Rice Brown Flour Organic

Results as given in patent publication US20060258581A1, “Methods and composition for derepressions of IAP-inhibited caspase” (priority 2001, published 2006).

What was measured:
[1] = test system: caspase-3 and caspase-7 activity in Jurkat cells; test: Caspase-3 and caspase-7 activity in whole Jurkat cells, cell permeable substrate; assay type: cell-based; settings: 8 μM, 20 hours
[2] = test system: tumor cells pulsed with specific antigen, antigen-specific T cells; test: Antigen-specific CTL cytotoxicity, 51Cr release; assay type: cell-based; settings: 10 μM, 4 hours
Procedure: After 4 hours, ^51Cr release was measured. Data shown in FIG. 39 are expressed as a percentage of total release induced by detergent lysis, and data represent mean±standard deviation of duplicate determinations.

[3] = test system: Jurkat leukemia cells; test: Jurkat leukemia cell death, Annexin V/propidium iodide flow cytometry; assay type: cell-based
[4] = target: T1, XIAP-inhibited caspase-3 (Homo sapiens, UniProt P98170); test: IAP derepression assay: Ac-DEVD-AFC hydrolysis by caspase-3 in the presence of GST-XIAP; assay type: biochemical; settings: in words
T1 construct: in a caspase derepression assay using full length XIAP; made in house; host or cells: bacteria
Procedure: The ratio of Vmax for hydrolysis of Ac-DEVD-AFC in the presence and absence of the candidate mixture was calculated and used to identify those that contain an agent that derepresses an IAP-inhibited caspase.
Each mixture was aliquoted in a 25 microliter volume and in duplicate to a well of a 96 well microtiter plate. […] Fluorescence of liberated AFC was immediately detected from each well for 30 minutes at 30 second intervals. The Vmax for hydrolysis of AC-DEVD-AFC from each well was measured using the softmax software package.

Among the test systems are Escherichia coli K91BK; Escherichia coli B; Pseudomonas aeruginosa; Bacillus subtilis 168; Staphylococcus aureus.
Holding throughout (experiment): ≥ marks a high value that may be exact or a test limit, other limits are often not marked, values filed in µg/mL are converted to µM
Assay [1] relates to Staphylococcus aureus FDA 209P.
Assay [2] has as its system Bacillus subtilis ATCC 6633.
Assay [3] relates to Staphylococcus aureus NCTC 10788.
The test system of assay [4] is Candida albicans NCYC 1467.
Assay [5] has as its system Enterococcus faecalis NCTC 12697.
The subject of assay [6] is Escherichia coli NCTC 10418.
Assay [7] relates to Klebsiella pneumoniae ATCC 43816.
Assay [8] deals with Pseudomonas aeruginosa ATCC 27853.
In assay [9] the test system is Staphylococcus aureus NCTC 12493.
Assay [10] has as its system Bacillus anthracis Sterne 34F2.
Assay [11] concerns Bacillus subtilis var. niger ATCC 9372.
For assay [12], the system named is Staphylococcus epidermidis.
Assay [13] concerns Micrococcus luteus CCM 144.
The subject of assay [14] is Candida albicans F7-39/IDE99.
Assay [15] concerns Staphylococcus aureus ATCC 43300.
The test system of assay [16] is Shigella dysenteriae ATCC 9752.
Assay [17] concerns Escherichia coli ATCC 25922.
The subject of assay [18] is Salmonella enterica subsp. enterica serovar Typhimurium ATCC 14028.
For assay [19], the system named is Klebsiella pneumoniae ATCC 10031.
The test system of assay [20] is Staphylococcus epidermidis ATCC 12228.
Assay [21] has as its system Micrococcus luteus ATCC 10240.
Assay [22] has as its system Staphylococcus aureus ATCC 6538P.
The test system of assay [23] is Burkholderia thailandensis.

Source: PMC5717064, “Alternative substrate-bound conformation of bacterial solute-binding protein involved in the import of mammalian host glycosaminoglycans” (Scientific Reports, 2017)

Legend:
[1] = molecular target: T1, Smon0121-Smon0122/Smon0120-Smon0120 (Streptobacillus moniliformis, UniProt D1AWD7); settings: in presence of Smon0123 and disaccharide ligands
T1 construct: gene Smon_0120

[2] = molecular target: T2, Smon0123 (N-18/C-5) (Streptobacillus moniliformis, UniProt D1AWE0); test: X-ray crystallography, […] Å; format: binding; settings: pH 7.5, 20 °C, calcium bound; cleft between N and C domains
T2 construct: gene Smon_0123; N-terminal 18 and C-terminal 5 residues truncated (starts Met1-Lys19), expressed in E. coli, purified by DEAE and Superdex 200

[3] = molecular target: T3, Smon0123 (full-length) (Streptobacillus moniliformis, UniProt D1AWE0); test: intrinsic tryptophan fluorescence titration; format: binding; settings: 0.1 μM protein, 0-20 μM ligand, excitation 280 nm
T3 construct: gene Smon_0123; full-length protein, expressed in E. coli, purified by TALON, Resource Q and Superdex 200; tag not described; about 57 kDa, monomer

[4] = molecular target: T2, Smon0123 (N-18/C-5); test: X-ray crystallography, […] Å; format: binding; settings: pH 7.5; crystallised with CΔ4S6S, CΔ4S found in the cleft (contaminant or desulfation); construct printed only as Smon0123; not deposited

Rice is a staple food in much of the world, and for good reason: with the addition of some vegetables and perhaps a bit of meat or fish, a bowl of rice makes a tasty, satisfying, and nutritious meal. Brown rice, which has only the outer hull removed, retains--along with its bran layer--an impressive variety of vitamins and minerals, including niacin, vitamin B6, magnesium, manganese, phosphorus, selenium, and even some vitamin E. Brown rice contains only a small amount of protein, but that is of good quality because of its relatively high level of the amino acid lysine. Because the bran is not milled away, brown rice contains four times the amount of insoluble fiber found in white rice--a prime reason for eating brown rice instead of white. To Americans, rice is the most familiar food eaten in grain form. It is commonly served as a side dish in American households, but elsewhere it forms the basis for most meals. In fact, half the world's peoples eat rice as their staple food. In some languages, the word for eat means "eat rice." In China, Japan, and Southeast Asia, for instance, the annual per capita consumption of rice is 200 to 400 pounds; in the United States, the per capita consumption is about 17 pounds. Though rice is grown on every continent except Antarctica, China produces more than 90% of the world's rice crop. The United States, because the domestic demand for rice is relatively low, is a major exporter of this grain (although it accounts for only 2% of the world's rice). Rice can be classified according to size: long-grain, medium-grain, and short-grain. Long-grain rice accounts for about 75% of the domestic crop. The slender grains are four to five times longer than they are wide. If properly cooked, they will be fluffy and dry, with separate grains. Medium-grain rice is about twice as long as it is wide and cooks up moister and more tender than long-grain. It is popular in some Asian and Latin American cultures, and is the type of rice most commonly processed to make cold cereals. Short-grain rice may be almost oval or round in shape. Of the three types of rice, it has the highest percentage of amylopectin, the starch that makes rice sticky, or clump together, when cooked. Easy to eat with chopsticks, it is ideal for dishes like sushi. In addition to the size classification, white rices are labeled according to how they've been processed: Enriched rice: Enriched rice has thiamin, niacin, and iron added after milling to replace some of the nutrients lost when the bran layer is removed. As a result, it is higher in these nutrients than brown rice. Converted rice: Converted rice has been soaked and steamed under pressure before milling, which forces some of the nutrients into the remaining portion of the grain so that they are not completely lost in the processing. Enriched parboiled rice is similar to regular enriched rice in terms of thiamin, niacin, and iron, but it has more potassium, folate (folic acid), riboflavin, and phosphorous, though not as much as brown rice. Converted rice takes a little longer to cook than regular rice, but the grains will be very fluffy and separate after they have been cooked. Instant white rice: Instant rice, which actually takes about five minutes to prepare, has been milled and polished, fully cooked, and then dehydrated. It is usually enriched and only slightly less nutritious than regular enriched white rice, but it lacks the satisfying texture of regular rice. Rices are also labeled according to variety: Arborio: Arborio is a starchy white rice, with an almost round grain, grown mainly in the Po Valley of Italy. Traditionally used for cooking the Italian dish risotto, it also works well for paella and rice pudding. Arborio absorbs up to five times its weight in liquid as it cooks, which results in grains of a creamy consistency. Aromatic rices: These are primarily long-grain varieties that have a toasty, nutty fragrance and a flavor reminiscent of popcorn or roasted nuts. Most of these can be found in grocery stores, but a few may be available only at gourmet shops. Basmati: Basmati, the most famous aromatic rice, is grown in India and Pakistan. It has a nutlike fragrance while cooking and a delicate, almost buttery flavor. Unlike other types of rice, the grains elongate much more than they plump as they cook. Lower in starch than other long-grain types, basmati turns out flaky and separate. Although it is most commonly used in Indian cooking, basmati can also be substituted for regular rice in any favorite recipe. It is fairly expensive compared to domestic rice. Glutinous rice (sweet rice): Popular in Japan and other Asian countries, this type of short-grain rice is not related to other short-grain rices. Unlike regular table rice, this starchy grain is very sticky and resilient, and turns translucent when cooked. Its cohesive quality makes it suitable for rice dumplings and cakes, such as the Japanese mochi, which is molded into a shape. Jasmine: Jasmine is a traditional long-grain white rice grown in Thailand. It has a soft texture and is similar in flavor to basmati rice. Jasmine rice is also grown in the United States, and is available in both white or brown forms. Texmati: Certain types of rice--some sold only under a trade name--have been developed in the United States to approximate the flavor and texture of basmati rice. Texmati is one of these; it was developed to withstand the hot Texas climate (there is also a brown rice version). Wehani: An American-grown aromatic rice, Wehani has an unusual rust-colored bran that makes it turn mahogany when cooked. Wild pecan (popcorn rice): Another basmati hybrid, this aromatic rice is tan in color (because not all of the bran has been removed, with a pecanlike flavor and firm texture.